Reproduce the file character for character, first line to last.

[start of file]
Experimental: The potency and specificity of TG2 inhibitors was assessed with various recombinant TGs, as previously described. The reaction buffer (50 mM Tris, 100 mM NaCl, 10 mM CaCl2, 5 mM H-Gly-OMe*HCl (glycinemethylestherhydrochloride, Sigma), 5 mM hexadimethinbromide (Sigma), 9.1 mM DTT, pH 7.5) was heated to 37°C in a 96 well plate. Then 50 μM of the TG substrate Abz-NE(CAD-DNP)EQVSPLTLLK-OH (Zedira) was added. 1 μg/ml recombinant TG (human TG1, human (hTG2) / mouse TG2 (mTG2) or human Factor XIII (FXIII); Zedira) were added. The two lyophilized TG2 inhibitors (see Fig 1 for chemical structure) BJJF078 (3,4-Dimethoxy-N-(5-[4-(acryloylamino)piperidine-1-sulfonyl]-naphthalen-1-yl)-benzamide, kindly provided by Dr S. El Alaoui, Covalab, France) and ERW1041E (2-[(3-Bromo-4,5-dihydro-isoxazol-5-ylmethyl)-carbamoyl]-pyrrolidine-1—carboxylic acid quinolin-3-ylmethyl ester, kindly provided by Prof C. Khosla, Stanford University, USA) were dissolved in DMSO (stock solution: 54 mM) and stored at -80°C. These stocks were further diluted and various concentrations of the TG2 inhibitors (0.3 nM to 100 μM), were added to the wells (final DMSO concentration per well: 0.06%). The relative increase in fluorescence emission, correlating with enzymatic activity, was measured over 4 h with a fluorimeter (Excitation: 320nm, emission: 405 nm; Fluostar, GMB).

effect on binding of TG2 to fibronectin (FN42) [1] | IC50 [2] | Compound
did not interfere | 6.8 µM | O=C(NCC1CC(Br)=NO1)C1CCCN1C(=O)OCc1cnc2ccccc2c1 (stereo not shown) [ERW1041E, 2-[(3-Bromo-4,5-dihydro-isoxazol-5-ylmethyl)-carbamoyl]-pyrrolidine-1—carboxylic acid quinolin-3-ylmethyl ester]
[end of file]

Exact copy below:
Experimental: The potency and specificity of TG2 inhibitors was assessed with various recombinant TGs, as previously described. The reaction buffer (50 mM Tris, 100 mM NaCl, 10 mM CaCl2, 5 mM H-Gly-OMe*HCl (glycinemethylestherhydrochloride, Sigma), 5 mM hexadimethinbromide (Sigma), 9.1 mM DTT, pH 7.5) was heated to 37°C in a 96 well plate. Then 50 μM of the TG substrate Abz-NE(CAD-DNP)EQVSPLTLLK-OH (Zedira) was added. 1 μg/ml recombinant TG (human TG1, human (hTG2) / mouse TG2 (mTG2) or human Factor XIII (FXIII); Zedira) were added. The two lyophilized TG2 inhibitors (see Fig 1 for chemical structure) BJJF078 (3,4-Dimethoxy-N-(5-[4-(acryloylamino)piperidine-1-sulfonyl]-naphthalen-1-yl)-benzamide, kindly provided by Dr S. El Alaoui, Covalab, France) and ERW1041E (2-[(3-Bromo-4,5-dihydro-isoxazol-5-ylmethyl)-carbamoyl]-pyrrolidine-1—carboxylic acid quinolin-3-ylmethyl ester, kindly provided by Prof C. Khosla, Stanford University, USA) were dissolved in DMSO (stock solution: 54 mM) and stored at -80°C. These stocks were further diluted and various concentrations of the TG2 inhibitors (0.3 nM to 100 μM), were added to the wells (final DMSO concentration per well: 0.06%). The relative increase in fluorescence emission, correlating with enzymatic activity, was measured over 4 h with a fluorimeter (Excitation: 320nm, emission: 405 nm; Fluostar, GMB).

effect on binding of TG2 to fibronectin (FN42) [1] | IC50 [2] | Compound
did not interfere | 6.8 µM | O=C(NCC1CC(Br)=NO1)C1CCCN1C(=O)OCc1cnc2ccccc2c1 (stereo not shown) [ERW1041E, 2-[(3-Bromo-4,5-dihydro-isoxazol-5-ylmethyl)-carbamoyl]-pyrrolidine-1—carboxylic acid quinolin-3-ylmethyl ester]